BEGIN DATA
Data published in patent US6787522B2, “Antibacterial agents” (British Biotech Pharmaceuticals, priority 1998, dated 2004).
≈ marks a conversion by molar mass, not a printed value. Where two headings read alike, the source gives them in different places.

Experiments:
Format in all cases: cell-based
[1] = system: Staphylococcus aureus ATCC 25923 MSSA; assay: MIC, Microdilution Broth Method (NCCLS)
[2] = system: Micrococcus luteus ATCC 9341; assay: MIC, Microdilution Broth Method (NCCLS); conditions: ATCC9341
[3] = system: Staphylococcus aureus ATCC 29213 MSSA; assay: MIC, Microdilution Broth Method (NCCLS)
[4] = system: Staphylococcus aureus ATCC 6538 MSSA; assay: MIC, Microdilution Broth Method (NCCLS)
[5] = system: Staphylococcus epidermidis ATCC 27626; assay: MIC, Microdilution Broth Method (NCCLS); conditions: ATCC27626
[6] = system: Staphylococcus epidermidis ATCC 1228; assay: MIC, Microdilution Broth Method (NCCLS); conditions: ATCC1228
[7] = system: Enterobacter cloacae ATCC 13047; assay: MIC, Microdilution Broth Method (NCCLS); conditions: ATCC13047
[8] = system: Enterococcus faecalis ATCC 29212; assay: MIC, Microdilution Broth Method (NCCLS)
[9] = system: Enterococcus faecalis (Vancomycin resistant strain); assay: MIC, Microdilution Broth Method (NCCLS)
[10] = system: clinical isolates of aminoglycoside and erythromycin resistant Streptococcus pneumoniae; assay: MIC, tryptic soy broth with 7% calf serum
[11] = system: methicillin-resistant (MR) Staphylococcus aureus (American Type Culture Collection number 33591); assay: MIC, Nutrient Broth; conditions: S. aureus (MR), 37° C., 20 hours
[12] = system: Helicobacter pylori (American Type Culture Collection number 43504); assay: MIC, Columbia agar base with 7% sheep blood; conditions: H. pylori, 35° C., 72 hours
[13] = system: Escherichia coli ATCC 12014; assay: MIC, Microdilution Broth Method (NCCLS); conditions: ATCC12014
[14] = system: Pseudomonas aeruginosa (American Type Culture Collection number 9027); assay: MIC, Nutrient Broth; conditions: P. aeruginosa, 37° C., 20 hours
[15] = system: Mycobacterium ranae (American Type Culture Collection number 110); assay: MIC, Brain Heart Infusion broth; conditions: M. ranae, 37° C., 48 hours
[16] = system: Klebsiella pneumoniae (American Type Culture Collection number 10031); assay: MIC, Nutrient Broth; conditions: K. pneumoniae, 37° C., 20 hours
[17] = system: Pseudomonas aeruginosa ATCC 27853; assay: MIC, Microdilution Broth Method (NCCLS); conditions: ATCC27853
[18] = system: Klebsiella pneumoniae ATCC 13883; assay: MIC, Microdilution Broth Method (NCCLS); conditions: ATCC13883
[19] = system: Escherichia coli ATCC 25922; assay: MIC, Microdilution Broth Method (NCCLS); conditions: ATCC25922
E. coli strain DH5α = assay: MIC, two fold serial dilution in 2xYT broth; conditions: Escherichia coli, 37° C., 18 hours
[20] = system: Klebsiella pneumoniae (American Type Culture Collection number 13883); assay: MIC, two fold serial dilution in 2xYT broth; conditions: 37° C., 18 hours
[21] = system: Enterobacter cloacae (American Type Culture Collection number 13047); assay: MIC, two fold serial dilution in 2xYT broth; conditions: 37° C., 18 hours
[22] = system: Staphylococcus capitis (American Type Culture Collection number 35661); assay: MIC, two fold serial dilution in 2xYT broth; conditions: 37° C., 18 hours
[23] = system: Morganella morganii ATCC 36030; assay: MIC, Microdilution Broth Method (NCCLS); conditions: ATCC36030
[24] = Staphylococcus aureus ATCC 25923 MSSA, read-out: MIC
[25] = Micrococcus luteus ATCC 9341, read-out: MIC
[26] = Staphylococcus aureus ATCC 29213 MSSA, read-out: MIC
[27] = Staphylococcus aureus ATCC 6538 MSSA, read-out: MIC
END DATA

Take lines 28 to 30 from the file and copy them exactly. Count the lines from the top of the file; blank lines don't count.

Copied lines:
[23] = system: Morganella morganii ATCC 36030; assay: MIC, Microdilution Broth Method (NCCLS); conditions: ATCC36030
[24] = Staphylococcus aureus ATCC 25923 MSSA, read-out: MIC
[25] = Micrococcus luteus ATCC 9341, read-out: MIC